Douglas Farah reports:
The relatives of five American missionaries who were abducted and murdered by the Revolutionary Armed Forces of Colombia (FARC) have filed suit against Chiquita Brands International Inc., accusing the banana company of secretly financing and arming the rebel (and terrorist) group.
The lawsuit, filed in the U.S. District Court for the Southern District of Florida, alleges the banana company knowingly and willfully provided the FARC with protection money and weapons in the late 1990s.
The case sheds much-needed light on the role that U.S.-based companies (and certainly others) play in fomenting conflicts that cost thousands of lives. Chiquita has admitted to being one of them. . . .
Here is the gist of what the law suit alleges, making it clear that the company never bothered to tell the grieving families of Chiquita’s role in funding the FARC. It may be enough to make you give up bananas, as it was for me:
Although Plaintiffs confirmed years ago that FARC was the entity or organization that carried out the kidnappings and murders, Plaintiffs did not learnuntil recently about Chiquita’s involvement in funding and providing other material support to FARC. Indeed, to this day, the full scope, including dollar amounts, timing, mechanisms, and anti-detection methods employed by Chiquita in connection with its FARC-related conduct is murky, and demands document and testimonial discovery.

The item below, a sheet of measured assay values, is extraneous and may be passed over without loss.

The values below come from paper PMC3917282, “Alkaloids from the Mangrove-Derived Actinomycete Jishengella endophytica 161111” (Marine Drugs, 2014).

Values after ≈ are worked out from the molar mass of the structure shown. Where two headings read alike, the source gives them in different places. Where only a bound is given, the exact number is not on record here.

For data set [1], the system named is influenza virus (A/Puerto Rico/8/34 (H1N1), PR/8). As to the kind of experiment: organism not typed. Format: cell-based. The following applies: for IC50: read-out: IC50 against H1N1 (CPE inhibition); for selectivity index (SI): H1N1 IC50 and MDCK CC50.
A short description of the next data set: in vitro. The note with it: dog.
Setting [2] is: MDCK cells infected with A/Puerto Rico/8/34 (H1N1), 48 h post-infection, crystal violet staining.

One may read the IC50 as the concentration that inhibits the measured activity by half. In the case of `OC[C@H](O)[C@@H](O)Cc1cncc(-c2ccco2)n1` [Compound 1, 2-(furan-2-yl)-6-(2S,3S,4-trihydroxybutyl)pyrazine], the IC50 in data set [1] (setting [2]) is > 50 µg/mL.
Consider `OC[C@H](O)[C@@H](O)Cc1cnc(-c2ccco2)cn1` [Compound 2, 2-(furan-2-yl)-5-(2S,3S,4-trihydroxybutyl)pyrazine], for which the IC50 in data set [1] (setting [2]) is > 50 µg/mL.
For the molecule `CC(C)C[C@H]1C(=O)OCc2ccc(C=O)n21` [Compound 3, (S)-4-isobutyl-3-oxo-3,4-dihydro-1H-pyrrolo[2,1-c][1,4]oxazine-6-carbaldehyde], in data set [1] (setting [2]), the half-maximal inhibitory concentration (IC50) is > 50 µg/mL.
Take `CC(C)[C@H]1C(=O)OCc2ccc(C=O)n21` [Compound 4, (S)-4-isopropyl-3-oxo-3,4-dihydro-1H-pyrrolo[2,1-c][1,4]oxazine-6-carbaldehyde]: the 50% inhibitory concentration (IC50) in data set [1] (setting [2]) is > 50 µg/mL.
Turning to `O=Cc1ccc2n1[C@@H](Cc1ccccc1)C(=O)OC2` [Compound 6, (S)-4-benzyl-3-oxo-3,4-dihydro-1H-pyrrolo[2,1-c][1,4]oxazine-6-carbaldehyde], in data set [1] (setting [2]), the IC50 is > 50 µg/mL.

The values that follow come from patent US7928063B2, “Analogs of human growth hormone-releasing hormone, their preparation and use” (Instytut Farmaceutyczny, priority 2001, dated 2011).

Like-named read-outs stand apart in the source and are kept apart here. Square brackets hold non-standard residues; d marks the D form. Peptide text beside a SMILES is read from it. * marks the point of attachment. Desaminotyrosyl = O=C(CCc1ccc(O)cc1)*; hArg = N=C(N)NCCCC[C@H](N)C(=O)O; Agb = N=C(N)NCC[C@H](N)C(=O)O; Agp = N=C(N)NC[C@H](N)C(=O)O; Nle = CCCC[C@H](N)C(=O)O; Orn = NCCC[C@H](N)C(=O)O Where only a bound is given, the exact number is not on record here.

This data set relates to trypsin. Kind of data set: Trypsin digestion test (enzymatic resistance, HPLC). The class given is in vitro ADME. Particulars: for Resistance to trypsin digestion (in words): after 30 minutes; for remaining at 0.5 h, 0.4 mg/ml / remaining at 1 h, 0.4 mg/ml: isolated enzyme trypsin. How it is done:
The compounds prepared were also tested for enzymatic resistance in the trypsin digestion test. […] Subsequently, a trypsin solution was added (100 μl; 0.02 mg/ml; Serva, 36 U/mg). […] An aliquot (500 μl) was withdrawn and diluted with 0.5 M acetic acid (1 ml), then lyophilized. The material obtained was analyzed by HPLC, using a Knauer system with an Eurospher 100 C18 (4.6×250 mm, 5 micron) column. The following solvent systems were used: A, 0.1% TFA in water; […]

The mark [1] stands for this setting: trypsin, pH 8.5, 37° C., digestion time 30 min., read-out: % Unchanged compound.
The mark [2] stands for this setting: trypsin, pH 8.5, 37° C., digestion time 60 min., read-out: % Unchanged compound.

It was not until March 19, 2007 thatPlaintiffs learned, through filings made public by the DOJ, in regard to Chiquita’s illegal payments to another Colombian FTO, that Chiquita had, in prior periods, made illegal and secretpayments to FARC as well. To conceal its unlawful conduct from both Colombian and U.S. authorities andprevent disclosure of the facts to Plaintiffs, Defendant funneled weapons to FARC (and assisted FARC in the transport of weapons) through Defendant’s local transportation contractors. As alleged above, Chiquita also falsified payroll records used to divert funds from non-existent employees to FARC, used existing contracts with legitimate organizations to bury and disguise 33 payments, or drew up phony contracts with legitimate vendors as a means of falsifying the payments and booking them as legitimate expenses.
As alleged supra, Chiquita also secretly concealed payments to local labor unionsthat it knew, or consciously avoided knowing, were controlled by FARC and made other clandestine payments through FARC-established fronts and dummy companies.